A message from our founder, Sabrina Boyd.
Dear LRM clients, colleagues, and friends,
Launching Living Room Marketing was a crazy leap, and I’m incredibly proud that I decided to take it. I’ve learned so much about music, business, and life. I’ve met incredible people and been a part of some pretty cool projects. But unfortunately, life has thrown a lot of changes at me lately, and at this time, I need to take a step back and pause the LRM business for a while.
There are a multitude of simple, surface reasons for my decision: I have a full-time day job that I really enjoy and it’s gotten harder to find time to manage clients on the side. I’ve been traveling a ton over the summer. I’m moving from Nashville to Philadelphia next month, and planning a wedding in less than a year. But deeper down, in that space we all hide from the public because we don’t want to seem weak, I honestly just need a break.
See, I made a classic and critical mistake: I let my passion become work. Yes, I want to be passionate about my work, but I don’t want the things I’m passionate about to feel like work. Over the past year, I’ve been working constantly: nights, weekends, even in my dreams (for real), never stopping to take a breath, never stopping to enjoy the other beauties and comforts in life. I kept hearing people say that you have to do that, talking about how many hours they put in for their endeavors and glorifying “the hustle,” so I thought that was just what I have to do. It wore me down, and my work became something getting in the way of me enjoying life rather than one of the things that made me enjoy life. I guess this is what “burnout” is. I’m not afraid to admit it. Burnout is real, and it’s a b*tch.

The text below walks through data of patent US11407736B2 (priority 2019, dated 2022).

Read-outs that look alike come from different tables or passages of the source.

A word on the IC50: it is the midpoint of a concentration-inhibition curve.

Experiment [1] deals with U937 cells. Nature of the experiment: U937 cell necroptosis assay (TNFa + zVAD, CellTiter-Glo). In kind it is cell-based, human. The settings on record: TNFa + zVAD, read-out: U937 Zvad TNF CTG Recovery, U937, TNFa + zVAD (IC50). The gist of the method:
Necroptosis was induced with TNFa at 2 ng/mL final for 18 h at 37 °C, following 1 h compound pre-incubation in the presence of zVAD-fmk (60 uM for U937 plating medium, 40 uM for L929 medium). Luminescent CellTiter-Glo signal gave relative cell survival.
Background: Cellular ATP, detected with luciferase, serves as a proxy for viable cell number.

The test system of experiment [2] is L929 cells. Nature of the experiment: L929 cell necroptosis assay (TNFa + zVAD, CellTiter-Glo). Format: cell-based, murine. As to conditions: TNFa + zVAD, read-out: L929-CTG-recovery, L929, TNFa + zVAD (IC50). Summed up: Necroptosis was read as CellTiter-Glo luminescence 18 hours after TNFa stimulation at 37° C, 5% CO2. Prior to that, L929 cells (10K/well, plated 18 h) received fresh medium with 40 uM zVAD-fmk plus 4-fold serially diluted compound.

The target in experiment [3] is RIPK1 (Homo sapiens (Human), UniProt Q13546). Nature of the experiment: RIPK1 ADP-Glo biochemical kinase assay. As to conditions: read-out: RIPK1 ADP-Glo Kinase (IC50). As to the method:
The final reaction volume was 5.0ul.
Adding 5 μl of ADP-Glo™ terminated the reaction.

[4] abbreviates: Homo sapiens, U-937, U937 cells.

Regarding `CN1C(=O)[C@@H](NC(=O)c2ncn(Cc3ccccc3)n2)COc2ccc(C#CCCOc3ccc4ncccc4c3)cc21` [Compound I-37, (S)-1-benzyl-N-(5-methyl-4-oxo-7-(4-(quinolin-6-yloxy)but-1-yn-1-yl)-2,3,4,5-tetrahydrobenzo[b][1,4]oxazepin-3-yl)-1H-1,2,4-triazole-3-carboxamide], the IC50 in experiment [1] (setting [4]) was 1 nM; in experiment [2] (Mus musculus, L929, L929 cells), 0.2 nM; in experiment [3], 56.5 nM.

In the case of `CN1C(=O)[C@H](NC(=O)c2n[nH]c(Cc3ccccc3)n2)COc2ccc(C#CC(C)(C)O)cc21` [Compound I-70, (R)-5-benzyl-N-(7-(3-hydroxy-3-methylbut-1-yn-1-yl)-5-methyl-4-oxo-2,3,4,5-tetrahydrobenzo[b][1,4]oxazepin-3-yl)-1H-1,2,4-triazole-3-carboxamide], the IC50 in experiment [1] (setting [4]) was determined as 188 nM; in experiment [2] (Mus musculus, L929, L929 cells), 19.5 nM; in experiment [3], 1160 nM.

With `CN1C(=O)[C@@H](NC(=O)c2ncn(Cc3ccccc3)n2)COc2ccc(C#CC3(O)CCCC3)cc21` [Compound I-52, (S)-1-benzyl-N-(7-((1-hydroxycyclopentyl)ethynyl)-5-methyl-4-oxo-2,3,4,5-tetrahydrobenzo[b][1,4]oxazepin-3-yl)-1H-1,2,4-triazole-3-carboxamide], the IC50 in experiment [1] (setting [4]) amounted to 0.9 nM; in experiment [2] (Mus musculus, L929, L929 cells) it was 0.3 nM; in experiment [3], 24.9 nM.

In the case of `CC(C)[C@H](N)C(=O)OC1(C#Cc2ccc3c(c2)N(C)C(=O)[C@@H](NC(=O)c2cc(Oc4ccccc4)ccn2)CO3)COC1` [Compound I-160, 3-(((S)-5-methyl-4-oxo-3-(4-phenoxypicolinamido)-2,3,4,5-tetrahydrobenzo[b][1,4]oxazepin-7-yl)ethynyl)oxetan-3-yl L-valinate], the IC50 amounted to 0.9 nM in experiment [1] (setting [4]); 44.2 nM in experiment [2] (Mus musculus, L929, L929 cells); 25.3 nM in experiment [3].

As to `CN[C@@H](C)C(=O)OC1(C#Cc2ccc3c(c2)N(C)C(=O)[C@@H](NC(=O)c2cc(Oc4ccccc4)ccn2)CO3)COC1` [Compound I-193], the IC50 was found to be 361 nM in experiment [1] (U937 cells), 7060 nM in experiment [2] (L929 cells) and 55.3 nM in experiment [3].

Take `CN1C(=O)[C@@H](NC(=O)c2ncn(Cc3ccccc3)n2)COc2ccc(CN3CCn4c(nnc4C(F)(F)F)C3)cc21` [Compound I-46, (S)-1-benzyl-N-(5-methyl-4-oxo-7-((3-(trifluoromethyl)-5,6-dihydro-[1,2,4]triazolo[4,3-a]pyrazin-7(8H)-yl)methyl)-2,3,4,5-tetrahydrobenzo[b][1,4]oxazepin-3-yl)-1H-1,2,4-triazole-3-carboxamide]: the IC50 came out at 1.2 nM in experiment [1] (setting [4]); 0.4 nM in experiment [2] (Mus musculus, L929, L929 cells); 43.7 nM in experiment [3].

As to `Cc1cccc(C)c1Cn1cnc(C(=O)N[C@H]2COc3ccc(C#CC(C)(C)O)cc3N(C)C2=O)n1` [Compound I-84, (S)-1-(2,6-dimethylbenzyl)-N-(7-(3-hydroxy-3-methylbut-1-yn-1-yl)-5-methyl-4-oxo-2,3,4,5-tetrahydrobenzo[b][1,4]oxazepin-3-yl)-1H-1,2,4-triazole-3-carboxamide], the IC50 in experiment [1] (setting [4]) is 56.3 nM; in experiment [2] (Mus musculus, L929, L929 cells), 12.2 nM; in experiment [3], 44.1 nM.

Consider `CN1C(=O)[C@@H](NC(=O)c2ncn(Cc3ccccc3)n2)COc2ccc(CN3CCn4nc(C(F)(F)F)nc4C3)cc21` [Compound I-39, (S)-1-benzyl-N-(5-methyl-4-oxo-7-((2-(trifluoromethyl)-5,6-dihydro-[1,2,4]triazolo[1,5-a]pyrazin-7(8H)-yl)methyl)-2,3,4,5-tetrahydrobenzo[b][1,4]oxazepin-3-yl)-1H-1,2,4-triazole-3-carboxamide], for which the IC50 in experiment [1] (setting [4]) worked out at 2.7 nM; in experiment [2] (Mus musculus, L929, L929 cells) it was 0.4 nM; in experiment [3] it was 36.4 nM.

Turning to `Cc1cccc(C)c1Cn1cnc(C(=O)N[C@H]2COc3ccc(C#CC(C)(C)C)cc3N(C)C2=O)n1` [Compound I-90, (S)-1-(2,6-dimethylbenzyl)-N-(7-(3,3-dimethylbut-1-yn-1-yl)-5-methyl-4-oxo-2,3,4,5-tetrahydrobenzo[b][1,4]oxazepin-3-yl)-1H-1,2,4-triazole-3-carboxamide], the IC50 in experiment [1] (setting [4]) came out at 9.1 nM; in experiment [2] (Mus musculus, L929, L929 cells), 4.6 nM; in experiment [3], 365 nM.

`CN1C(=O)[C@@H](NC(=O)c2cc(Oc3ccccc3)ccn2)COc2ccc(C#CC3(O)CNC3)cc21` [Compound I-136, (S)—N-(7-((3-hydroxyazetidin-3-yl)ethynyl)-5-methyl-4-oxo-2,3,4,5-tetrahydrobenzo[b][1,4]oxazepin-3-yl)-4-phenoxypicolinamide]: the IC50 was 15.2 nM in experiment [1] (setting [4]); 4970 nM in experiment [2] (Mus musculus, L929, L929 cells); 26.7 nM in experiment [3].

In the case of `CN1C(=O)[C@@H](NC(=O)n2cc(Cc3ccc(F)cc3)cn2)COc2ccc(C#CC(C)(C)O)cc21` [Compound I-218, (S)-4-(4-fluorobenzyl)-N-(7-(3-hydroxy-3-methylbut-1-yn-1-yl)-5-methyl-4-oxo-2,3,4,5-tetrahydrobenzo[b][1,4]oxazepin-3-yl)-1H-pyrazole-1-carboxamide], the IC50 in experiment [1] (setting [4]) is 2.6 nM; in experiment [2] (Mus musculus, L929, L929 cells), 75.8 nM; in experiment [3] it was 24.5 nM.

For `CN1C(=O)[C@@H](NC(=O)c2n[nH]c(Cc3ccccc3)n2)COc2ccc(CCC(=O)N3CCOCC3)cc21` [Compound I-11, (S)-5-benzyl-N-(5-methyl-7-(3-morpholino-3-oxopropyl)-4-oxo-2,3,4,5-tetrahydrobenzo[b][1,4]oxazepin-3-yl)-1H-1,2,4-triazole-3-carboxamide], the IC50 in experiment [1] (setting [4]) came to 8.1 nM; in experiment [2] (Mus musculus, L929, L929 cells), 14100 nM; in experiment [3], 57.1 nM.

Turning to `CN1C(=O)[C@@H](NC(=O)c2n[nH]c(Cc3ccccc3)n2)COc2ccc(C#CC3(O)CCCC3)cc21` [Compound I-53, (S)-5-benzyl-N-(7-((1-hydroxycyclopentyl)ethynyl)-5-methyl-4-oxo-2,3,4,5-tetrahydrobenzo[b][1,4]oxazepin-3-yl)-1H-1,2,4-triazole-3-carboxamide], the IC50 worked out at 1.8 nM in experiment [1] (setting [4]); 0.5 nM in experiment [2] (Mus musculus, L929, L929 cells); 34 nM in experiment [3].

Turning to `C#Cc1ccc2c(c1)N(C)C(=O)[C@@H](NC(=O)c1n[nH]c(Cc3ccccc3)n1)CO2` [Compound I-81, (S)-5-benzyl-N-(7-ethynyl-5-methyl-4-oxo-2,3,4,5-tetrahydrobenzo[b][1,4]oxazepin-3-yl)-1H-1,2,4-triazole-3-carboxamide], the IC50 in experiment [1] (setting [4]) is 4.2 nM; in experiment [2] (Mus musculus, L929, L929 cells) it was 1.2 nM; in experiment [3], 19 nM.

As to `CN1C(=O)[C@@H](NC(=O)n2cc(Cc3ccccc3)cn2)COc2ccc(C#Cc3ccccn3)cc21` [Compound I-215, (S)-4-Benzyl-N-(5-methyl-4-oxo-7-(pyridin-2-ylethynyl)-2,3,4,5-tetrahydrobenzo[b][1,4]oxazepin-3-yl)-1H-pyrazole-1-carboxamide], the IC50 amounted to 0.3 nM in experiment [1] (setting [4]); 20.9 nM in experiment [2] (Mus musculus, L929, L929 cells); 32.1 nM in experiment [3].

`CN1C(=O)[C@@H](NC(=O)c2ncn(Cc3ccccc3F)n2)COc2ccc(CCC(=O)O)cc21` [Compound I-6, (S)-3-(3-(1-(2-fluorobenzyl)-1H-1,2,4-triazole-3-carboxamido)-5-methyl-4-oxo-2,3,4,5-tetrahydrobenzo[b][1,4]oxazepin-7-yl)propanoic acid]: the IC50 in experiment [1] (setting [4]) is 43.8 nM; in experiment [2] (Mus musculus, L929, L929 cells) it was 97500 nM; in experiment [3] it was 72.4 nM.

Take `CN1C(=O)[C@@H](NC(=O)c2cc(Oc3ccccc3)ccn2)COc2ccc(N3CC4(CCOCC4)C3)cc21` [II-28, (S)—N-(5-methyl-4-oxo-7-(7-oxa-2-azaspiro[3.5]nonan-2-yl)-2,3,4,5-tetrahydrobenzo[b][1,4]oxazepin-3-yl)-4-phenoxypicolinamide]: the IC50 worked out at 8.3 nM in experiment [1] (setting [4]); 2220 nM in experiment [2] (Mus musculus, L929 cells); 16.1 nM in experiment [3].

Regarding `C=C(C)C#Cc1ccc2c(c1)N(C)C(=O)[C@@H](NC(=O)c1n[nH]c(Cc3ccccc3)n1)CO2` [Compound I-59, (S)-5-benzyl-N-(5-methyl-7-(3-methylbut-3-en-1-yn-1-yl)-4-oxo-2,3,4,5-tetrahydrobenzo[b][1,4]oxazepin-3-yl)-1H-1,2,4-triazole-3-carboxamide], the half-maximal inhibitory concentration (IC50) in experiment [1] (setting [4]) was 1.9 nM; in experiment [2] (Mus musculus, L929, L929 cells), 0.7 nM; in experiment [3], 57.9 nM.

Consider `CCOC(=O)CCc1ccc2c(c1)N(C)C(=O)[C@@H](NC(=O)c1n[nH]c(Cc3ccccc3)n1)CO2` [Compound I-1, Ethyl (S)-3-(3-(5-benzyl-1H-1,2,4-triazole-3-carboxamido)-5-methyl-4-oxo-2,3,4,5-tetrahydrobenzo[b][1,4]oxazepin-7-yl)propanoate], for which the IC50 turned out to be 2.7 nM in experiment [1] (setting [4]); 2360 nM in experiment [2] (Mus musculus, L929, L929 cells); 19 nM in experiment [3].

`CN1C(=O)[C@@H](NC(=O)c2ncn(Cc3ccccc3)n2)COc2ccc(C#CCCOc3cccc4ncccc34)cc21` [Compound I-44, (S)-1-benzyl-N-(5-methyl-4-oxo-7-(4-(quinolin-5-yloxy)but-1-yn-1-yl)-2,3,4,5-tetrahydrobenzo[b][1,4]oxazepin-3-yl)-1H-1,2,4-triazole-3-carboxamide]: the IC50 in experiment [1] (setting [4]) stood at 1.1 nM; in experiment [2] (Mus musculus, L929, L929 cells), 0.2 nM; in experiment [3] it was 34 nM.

I’m sharing all of this because I know I’m not alone in feeling this way, and I want you all to know it’s okay to stop. People rarely say that. They say “give it all you’ve got” and “keep at it” and “you’re a powerhouse” when you work 60-hour weeks, but they don’t say “take a break when you need it.” Well, I’m saying take a break when you need it. Otherwise you’ll be so busy doing whatever it is you’re doing that you can forget why you started doing it. And it can be bad for your health, too. Just ask my chiropractor who spent the last four months re-aligning my neck and spine because of what stress has done to my body. And that’s not even mentioning the barrage of mental health conditions that spiral from stress and anxiety. Please, please do not overlook your mental health.
I have this (hopefully) irrational fear that some people will read this and think I couldn’t make it, that I didn’t have what it takes and I’m giving up. Part of me feels like I’m letting down my community of entrepreneurs, musicians, and such inspiring friends and collaborators by turning away from the business I’ve been building. But this isn’t me quitting. I still love music with all my heart, and that’s not going to change. I will still be involved with music in some way, and LRM may come back someday. For now, though, I’m going to focus on other parts of my life that are as much a part of me as my work. So I hope the same people who have supported me and who I always see supporting each other through the hustle will support me now in my decision to slow down and take some time for myself.
Thank you to everyone who has helped make Living Room Marketing happen. And to all the artists and music business folk out there, I’m always around to chat about anything. If you’re looking for advice or just want to brainstorm about a project, I would love to hear what you’re working on, and of course, we can still hang out even if we’re not talking about music.
Thank you, friends, and I’ll see you around.